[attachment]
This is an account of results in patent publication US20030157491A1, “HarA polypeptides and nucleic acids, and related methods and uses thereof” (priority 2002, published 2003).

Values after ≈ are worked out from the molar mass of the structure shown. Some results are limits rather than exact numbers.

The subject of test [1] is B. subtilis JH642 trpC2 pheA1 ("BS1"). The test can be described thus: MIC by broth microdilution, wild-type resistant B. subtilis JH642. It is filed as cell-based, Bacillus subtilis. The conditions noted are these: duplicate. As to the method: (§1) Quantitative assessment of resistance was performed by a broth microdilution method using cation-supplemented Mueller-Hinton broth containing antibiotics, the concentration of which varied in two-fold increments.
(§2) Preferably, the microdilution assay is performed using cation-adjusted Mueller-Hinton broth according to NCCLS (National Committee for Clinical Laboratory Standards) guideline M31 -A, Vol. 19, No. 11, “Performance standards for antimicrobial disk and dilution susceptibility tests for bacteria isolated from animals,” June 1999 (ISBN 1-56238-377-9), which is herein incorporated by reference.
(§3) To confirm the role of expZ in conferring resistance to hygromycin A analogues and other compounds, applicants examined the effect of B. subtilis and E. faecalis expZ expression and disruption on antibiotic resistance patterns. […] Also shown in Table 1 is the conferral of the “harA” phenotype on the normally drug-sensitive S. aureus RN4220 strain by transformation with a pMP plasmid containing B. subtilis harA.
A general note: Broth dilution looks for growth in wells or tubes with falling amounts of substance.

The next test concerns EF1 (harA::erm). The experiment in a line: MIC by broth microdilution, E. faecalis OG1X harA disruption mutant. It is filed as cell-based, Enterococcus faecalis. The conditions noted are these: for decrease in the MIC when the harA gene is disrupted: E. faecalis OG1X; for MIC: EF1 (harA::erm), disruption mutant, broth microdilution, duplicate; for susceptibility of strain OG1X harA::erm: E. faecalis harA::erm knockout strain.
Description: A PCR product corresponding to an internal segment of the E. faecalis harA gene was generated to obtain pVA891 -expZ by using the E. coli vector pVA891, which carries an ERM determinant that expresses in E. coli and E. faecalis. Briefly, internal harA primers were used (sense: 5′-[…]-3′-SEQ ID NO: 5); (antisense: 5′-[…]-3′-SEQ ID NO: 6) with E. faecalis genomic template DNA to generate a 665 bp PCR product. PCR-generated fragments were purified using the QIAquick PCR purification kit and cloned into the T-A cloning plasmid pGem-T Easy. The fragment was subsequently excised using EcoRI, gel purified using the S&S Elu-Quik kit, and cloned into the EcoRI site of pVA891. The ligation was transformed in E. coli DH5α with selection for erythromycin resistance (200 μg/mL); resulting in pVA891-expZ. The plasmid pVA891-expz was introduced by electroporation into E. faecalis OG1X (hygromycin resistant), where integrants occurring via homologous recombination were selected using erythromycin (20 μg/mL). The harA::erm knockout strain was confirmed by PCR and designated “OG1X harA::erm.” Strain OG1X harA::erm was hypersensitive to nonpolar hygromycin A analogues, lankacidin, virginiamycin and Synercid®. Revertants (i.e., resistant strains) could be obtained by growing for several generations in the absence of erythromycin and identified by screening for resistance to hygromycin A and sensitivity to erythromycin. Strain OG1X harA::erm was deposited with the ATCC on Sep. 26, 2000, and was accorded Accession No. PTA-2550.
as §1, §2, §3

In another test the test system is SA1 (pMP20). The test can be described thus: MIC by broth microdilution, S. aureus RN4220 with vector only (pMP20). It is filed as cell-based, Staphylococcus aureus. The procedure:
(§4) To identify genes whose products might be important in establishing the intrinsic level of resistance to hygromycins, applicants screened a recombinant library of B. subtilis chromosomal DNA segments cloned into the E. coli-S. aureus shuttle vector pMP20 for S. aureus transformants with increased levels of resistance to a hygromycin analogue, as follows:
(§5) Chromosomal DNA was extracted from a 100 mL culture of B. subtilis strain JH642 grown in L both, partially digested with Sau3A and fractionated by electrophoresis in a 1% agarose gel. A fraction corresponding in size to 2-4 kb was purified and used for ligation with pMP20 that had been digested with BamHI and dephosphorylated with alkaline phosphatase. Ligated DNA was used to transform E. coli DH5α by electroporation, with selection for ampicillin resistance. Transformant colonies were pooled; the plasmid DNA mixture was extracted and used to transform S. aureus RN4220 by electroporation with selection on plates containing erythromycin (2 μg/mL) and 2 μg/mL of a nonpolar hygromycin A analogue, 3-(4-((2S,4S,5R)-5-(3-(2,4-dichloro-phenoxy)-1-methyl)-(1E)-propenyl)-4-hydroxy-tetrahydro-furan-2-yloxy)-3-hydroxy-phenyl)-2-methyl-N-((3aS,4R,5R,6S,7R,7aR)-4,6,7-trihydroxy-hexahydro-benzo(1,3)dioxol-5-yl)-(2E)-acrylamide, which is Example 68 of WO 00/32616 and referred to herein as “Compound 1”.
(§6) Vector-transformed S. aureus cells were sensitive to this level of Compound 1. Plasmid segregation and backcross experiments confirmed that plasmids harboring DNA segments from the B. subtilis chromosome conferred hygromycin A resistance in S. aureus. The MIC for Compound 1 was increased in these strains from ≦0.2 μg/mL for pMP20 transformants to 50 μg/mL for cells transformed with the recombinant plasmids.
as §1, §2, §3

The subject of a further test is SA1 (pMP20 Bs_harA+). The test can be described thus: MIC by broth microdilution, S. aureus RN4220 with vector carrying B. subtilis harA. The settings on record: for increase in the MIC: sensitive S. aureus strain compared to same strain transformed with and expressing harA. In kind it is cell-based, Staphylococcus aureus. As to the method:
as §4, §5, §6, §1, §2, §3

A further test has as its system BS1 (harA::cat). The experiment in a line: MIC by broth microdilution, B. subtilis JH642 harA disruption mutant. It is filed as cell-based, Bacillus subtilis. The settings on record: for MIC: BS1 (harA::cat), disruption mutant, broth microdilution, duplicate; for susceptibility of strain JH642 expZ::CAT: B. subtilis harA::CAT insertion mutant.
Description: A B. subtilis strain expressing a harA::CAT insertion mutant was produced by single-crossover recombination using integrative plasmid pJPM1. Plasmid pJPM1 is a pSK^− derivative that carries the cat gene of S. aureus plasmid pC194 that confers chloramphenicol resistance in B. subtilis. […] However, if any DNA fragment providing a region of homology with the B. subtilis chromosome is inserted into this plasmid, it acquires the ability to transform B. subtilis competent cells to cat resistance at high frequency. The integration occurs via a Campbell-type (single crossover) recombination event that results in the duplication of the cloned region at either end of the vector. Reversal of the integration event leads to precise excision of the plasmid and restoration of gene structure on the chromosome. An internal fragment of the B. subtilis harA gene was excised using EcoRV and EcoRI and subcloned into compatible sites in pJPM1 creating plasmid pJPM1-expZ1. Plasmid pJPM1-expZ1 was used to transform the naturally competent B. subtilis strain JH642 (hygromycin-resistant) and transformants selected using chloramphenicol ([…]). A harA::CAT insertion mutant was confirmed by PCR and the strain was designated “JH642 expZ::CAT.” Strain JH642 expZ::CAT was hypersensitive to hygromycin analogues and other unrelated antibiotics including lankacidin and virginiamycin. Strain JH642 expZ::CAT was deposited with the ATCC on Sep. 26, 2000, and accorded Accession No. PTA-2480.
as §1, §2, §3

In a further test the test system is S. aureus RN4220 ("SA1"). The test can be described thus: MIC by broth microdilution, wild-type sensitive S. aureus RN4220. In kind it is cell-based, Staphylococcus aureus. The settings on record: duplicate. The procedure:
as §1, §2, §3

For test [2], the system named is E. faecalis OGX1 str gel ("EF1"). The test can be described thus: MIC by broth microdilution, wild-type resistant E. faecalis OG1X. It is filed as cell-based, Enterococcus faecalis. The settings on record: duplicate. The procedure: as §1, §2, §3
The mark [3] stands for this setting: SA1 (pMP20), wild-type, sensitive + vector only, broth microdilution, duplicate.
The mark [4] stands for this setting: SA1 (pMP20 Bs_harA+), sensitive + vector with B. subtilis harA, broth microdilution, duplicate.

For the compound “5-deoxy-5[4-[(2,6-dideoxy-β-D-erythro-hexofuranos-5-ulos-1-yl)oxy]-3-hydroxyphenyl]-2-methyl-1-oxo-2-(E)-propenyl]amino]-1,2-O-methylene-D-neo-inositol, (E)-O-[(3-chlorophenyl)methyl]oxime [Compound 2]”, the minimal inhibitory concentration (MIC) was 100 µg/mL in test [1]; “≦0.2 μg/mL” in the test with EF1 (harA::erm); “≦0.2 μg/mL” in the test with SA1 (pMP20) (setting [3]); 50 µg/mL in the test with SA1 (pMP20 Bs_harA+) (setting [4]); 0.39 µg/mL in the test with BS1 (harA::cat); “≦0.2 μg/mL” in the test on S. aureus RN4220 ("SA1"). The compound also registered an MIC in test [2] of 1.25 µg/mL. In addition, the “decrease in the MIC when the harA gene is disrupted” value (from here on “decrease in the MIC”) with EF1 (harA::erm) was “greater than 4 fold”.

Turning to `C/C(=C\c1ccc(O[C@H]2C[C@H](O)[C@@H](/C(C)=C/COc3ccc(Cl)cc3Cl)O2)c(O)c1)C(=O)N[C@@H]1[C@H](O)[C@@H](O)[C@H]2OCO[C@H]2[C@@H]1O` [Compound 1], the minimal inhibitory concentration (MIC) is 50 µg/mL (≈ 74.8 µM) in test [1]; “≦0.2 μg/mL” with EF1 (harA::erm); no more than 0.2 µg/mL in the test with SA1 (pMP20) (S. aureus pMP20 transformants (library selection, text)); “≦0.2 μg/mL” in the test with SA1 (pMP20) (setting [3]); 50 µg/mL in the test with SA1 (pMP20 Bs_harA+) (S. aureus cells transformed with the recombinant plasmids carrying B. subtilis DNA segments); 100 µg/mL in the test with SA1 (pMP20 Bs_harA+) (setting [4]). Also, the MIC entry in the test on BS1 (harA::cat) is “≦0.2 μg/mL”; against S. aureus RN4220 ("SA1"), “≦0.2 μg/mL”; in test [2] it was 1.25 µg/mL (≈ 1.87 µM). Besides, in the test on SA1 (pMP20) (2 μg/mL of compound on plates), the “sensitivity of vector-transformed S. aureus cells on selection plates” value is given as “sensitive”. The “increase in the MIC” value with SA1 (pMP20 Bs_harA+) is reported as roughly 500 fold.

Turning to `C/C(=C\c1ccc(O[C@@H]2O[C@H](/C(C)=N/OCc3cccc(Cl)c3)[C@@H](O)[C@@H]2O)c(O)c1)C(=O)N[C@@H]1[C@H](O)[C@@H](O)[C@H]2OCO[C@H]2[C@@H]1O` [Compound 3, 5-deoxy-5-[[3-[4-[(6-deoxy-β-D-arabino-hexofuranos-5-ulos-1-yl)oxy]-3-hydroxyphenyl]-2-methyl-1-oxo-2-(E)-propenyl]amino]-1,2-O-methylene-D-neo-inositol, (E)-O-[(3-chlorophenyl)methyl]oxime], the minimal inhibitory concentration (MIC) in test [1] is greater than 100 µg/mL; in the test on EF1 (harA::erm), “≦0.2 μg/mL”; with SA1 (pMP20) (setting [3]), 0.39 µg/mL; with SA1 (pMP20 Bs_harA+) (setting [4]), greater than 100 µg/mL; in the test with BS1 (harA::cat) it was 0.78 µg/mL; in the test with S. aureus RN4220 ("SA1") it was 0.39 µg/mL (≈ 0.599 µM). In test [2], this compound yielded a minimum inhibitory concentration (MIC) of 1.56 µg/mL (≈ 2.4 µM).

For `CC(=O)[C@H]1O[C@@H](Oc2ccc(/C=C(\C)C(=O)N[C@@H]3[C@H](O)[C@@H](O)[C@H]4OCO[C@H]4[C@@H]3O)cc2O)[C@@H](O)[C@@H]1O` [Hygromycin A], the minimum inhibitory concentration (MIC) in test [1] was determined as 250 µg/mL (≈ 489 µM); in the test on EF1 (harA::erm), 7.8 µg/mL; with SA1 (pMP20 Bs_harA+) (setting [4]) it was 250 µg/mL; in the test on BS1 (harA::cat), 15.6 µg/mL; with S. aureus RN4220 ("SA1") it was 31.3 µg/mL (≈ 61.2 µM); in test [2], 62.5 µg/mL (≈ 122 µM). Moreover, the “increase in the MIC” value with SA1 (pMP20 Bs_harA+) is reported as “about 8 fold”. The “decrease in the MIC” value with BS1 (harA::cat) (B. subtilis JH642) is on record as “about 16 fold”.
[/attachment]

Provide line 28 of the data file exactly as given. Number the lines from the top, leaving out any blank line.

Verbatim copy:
For `CC(=O)[C@H]1O[C@@H](Oc2ccc(/C=C(\C)C(=O)N[C@@H]3[C@H](O)[C@@H](O)[C@H]4OCO[C@H]4[C@@H]3O)cc2O)[C@@H](O)[C@@H]1O` [Hygromycin A], the minimum inhibitory concentration (MIC) in test [1] was determined as 250 µg/mL (≈ 489 µM); in the test on EF1 (harA::erm), 7.8 µg/mL; with SA1 (pMP20 Bs_harA+) (setting [4]) it was 250 µg/mL; in the test on BS1 (harA::cat), 15.6 µg/mL; with S. aureus RN4220 ("SA1") it was 31.3 µg/mL (≈ 61.2 µM); in test [2], 62.5 µg/mL (≈ 122 µM). Moreover, the “increase in the MIC” value with SA1 (pMP20 Bs_harA+) is reported as “about 8 fold”. The “decrease in the MIC” value with BS1 (harA::cat) (B. subtilis JH642) is on record as “about 16 fold”.